Food and live music could come to cannabis lounges under CA bill

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“Activists and the industry are saying [that] it’s weird that you can go to a bar and get a burger and listen to a band, but the laws right now preclude making a grilled cheese sandwich and serving it to someone in a cannabis lounge,” says Leafly Senior Editor David Downs about the changes Assembly Bill 374 could bring if approved by California lawmakers. Photo by Jamie Soja, courtesy of Leafly.

California lawmakers are looking to Amsterdam to help save the state’s struggling cannabis consumption lounges. 

A new bill introduced in the state legislature by San Francisco Assemblymember Matt Haney would allow cannabis lounges and retailers to offer food, drink, and live entertainment like the cafes made popular in the Dutch city. 

Plus, California’s cannabis industry could see another commerce boost under the state’s latest step towards making interstate trade in marijuana a reality. 

Leafly Senior Editor David Downs breaks down the latest efforts to revitalize California’s cannabis business. 

What kind of impact could Assembly Bill 374 have on cannabis lounges and retailers?

it would just make [the experience] more civil. It sounds like such a nice experience — let stoners get together, smoke, eat, and listen to music. We're doing it anyway. 

Assembly Bill 374 would add the ability to prepare and serve food at cannabis lounges, as well as potentially host live music. Activists and the industry are saying [that] it’s weird that you can go to a bar and get a burger and listen to a band, but the laws right now preclude making a grilled cheese sandwich and serving it to someone in a cannabis lounge.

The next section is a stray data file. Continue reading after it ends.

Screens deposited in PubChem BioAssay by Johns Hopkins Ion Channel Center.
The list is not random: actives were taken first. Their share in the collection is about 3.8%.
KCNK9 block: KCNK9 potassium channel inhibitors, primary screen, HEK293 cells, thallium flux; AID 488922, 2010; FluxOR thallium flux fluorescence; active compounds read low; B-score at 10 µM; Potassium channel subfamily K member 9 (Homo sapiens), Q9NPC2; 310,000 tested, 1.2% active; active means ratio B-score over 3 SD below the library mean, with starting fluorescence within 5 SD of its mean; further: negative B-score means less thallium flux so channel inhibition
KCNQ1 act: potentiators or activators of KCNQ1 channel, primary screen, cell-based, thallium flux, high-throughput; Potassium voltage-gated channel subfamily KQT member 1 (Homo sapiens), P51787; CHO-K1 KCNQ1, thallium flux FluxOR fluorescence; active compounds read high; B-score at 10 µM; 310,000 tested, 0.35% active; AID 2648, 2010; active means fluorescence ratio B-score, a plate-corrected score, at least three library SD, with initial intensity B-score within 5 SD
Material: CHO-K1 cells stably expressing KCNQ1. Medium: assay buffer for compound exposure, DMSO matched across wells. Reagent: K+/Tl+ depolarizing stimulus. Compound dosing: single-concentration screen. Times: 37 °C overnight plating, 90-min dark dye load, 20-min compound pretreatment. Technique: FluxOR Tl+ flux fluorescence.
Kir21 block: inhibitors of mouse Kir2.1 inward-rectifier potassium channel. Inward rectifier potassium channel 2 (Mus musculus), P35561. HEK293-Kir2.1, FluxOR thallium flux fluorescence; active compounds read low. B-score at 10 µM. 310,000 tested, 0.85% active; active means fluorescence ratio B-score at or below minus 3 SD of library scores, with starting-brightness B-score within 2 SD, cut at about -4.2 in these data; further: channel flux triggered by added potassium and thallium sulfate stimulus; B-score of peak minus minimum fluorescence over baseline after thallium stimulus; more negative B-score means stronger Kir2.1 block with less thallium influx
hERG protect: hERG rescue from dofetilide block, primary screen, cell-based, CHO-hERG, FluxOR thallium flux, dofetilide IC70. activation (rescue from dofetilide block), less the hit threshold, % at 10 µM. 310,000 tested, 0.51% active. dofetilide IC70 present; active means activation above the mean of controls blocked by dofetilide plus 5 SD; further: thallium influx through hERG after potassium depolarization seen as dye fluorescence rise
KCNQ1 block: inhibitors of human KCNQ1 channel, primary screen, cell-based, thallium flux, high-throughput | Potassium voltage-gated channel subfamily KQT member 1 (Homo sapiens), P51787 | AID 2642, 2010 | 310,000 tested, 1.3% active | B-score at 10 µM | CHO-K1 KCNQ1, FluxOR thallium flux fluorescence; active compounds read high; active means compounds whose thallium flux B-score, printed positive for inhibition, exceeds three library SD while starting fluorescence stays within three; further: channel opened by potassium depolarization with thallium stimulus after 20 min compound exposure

Just for context, there are [roughly] two dozen lounges licensed in California. You need to have a local license, not a state license, for that consumption lounge, and that requires some regulatory innovation. So there's very few cities — seven years after voters approved [Prop 64] — that have taken that step to allow consumption lounges, most of them are in San Francisco. Down in SoCal, West Hollywood is really leading the charge with regard to the ability to get together and smoke a little bit and eat. 

To me, it's just infuriating that we're at this dynamic where the industry is begging for state and local officials to just lift the boot off their necks a little bit and let them be normal. The industry and its fans are saying that over taxation and regulation is really stunting any further growth, so this bill chips away at the onerous rules on cannabis.

What are you hearing from cannabis retailers and lounges about the bill?

I was kicking it at Moe Greens Lounge on Market Street in San Francisco, and they are really hoping for the rules to lighten up a little bit. They're dying to get people back in the door as the city tries to restart the downtown core post-COVID. 

They have a really nice facility and you can smoke all the wonderful pot there, but if you want anything more than a drink of water, you're going to have to go to another spot.

Most retailers with lounges or aspiring to have lounges are looking at this bill as a potential bright spot in an otherwise turbulent volatile year for cannabis in general.